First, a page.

Heads Up: MTA Fining People for Biking on the Triboro Bridge Car-Free Path

One user reports that officers with MTA Bridges and Tunnels have been making life harder for people biking on the bridge's car-free path since cashless tolling went live.

The MTA is insisting that people walk their bikes across the Triboro Bridge car-free path, which can add 30 minutes to a trip. Photo: Google Street View/Samuel Baumel
The MTA is insisting that people walk their bikes across the Triboro Bridge car-free path, which can add 30 minutes to a trip. Photo: Google Street View/Samuel Baumel

Last Wednesday, Astoria resident Erin Horanzy was biking on the Triboro Bridge to her job in the West Bronx, as she does every weekday, when two police officers from MTA Bridges and Tunnels stopped her and told her to dismount. She’d seen more officers patrolling the bridge path since the MTA removed the toll booths and implemented cashless tolling, but had yet to get a hard time from them.

“I’ve just always smiled at them and said good morning,” she said. “There’s been no requirement to dismount or anything from them.”

Horanzy dismounted and kept walking, and when the officers were out of sight, she got back on her bike. There was no way she’d get to work on time if she didn’t. “It takes a solid 30 minutes longer to cross that bridge if you’re walking,” she said.

Someone must have radioed ahead, because another officer was waiting for Horanzy when she got to the other side of the bridge. He issued two tickets: one for biking in a dismount zone and the other for “failure to comply with a verbal order.” She’s still waiting to find out from the MTA how much the fines will set her back.

The fines surprised Horanzy. Other people who bike on the bridge path also report evidence that the MTA is cracking down on biking on the Triboro. Commenters on Reddit last month noted the recent installation of “bicycle riders prohibited” signs on the path.

The MTA has a longstanding policy of hostility toward people who try to bike across its bridges. The car-free paths tend to be much tighter than the ones on NYC DOT-owned crossings like the Williamsburg Bridge or Queensboro Bridge, and the agency seems to prefer making biking as inconvenient and financially risky as possible.

Even though people with bikes have a narrower profile when they are mounted than when they dismount, official MTA policy is to require people to walk their bikes across these paths. The narrow car-free path on the Henry Hudson Bridge wasn’t widened during a recent rehab, and biking is still banned on the path.

On a long bridge like the Triboro, enforcing the rule effectively eliminates the bridge as a useful bike travel option. But the MTA always has the discretion not to fine people for biking on its paths. (Enforcement is typically more common on the bridges to the Rockaways, which tend to be more crowded than the Triboro.)

The MTA said nothing has changed on the Triboro.

“As part of MTA Bridges and Tunnels rules and regulations, bicyclists must walk their bikes via the pedestrian walkway across the RFK Bridge,” an agency spokesperson said. “Signs at the facility are not new and this is regulation is enforced to ensure safety. Bridge and Tunnel Officers can issue a summons for this violation, but it’s at the discretion of the Officers to give a warning in lieu of a summons.”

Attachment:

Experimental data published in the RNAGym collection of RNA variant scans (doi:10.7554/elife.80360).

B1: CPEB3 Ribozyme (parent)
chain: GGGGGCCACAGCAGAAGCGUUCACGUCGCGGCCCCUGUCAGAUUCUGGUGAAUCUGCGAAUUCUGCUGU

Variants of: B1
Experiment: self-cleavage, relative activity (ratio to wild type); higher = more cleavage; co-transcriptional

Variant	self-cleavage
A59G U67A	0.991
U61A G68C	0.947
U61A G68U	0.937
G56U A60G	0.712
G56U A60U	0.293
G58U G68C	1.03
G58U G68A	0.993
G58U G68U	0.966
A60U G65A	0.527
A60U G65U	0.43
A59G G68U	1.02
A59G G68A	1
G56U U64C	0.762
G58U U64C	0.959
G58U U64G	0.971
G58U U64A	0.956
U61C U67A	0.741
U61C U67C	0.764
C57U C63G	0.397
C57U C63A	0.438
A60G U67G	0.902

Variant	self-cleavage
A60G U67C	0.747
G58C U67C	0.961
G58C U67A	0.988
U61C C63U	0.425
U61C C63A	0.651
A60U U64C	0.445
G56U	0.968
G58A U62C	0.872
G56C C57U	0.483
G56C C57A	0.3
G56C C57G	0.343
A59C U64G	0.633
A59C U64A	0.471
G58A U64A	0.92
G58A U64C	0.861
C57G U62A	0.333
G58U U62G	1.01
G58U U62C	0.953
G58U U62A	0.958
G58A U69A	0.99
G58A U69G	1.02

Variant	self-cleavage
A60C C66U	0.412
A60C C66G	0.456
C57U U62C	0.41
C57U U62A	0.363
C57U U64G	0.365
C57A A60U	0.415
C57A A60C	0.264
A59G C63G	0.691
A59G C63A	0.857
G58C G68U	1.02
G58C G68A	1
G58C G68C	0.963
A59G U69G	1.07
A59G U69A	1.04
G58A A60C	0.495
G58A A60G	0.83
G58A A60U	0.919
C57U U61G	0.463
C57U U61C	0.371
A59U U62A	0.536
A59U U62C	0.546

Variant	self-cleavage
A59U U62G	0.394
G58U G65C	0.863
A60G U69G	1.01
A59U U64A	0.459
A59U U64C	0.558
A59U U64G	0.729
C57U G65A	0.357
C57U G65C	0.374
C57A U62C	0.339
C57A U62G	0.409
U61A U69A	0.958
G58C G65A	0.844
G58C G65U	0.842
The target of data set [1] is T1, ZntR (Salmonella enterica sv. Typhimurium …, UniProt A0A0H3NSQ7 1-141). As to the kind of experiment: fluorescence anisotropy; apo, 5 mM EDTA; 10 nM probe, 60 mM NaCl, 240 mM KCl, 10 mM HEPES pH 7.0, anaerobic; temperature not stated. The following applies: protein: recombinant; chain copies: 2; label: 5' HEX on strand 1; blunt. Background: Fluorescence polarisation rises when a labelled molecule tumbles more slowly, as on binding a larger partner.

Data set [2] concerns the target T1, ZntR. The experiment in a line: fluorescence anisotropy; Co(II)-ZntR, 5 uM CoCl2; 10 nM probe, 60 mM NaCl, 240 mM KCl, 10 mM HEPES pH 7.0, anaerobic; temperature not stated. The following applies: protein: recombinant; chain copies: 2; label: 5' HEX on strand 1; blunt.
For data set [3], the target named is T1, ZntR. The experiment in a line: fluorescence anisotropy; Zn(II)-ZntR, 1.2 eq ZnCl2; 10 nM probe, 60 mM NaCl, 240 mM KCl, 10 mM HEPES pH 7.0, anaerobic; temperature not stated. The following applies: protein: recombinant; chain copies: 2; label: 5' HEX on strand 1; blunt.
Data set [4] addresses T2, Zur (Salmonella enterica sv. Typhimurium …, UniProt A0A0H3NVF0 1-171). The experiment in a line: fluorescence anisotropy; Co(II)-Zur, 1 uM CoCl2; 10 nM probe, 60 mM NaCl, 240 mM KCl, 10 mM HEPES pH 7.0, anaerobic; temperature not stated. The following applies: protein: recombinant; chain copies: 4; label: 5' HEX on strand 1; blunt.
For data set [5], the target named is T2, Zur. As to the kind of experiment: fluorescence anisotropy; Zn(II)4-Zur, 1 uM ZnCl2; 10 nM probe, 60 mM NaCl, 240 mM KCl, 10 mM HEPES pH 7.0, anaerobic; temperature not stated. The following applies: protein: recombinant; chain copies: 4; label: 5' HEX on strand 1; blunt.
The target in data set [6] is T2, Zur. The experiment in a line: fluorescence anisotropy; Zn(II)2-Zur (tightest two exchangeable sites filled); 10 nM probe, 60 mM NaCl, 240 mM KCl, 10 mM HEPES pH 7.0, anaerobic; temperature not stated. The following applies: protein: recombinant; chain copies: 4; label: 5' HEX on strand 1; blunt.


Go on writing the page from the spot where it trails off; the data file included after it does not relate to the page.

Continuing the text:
So until something changes, this is how the MTA says it’s going to be: To cross the only direct bicycle connection between Queens and the Bronx, you’ll have to walk your bike or risk a ticket.

  • Joe R.

    Interestingly, as a society we’re doing that experiment on a grand scale for many decades. The guy in the white lab coat is the automobile companies telling people to buy cars with commercials showing dangerous, irresponsible driving. The teachers are millions of drivers. The learners are anyone who gets in their way. The public is so conditioned to people dying as a result of this that they call such things “accidents” to distance themselves from the fact they killed another human being. Those in charge want it this way because cars, fuel, hospital admissions are all big business.

    Make no mistake, we’re living in a real-life Milgram experiment. Can’t think of any other reason why we as a society have been so numbed to the deaths of millions annually worldwide, sacrificed on the alter of mass motoring.

  • djx


  • Geck

    Also both TBTA bridges to and from the Rockaways.

  • Philip

    If you plan on riding always good to ask riders coming the opposite way if they saw any cops. Likewise it would be good if riders volunteered that info.

  • Elizabeth F

    So… do we have a proposal on how to advocate for this issue? My thoughts are:

    1. This is one for Transportation Alternatives. Does anyone want to spearhead this project with them? (Preferably someone who lives in NYC, especially Queens).

    2. We should make it clear that real people use this bridge for commuting. Many people don’t seem to understand that about bicycles. Spending 30 minutes walking might be acceptable if you’re heading to Randall’s Island to bike around and get some exercise for the afternoon. It’s NOT acceptable if you actually have somewhere to go.

    3. The officials claim “safety” as the main reason. But they haven’t enforced the dismount thing for years, and we can assume that most bikers have been riding over the bridge. In that time, can officials cite any statistics or incidents that would show that there is a safety issue here? If they cannot show that riding is unsafe, what basis do they have to prohibit riding bikes over this bridge?

    4. We can suggest alternative regulations. For example, maybe riders should be required to slow to a crawl / dismount when passing pedestrians. This would still give cops an opportunity to ticket bikers who fail to dismount when passing them; while mostly solving the problem for anyone actually trying to get somewhere.

    5. If riding bikes across the Triboro bridge is simply not allowed, then that link needs to be removed from the official NYC bike map. As others have pointed out, it is WAY to long to walk your bike.